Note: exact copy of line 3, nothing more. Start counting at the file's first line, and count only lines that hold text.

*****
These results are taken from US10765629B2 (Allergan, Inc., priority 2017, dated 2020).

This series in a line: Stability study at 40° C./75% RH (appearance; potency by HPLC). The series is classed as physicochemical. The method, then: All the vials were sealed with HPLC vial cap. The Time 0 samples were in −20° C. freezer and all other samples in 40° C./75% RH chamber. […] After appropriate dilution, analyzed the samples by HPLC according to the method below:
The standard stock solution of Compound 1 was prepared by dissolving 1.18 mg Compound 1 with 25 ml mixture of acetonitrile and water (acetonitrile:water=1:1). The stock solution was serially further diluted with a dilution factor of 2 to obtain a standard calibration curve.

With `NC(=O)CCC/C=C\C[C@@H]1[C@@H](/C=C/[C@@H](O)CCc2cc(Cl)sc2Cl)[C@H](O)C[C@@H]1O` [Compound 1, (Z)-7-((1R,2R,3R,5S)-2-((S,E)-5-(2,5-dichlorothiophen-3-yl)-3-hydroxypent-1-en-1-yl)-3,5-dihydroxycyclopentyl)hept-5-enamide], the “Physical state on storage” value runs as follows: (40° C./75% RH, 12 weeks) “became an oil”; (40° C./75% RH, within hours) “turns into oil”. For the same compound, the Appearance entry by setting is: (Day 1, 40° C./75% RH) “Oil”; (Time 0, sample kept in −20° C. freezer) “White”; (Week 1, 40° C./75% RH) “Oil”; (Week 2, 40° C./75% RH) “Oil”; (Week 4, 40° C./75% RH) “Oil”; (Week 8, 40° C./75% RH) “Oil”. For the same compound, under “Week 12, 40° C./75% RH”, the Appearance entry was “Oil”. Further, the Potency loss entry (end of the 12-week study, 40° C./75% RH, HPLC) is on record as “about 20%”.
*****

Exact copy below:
The standard stock solution of Compound 1 was prepared by dissolving 1.18 mg Compound 1 with 25 ml mixture of acetonitrile and water (acetonitrile:water=1:1). The stock solution was serially further diluted with a dilution factor of 2 to obtain a standard calibration curve.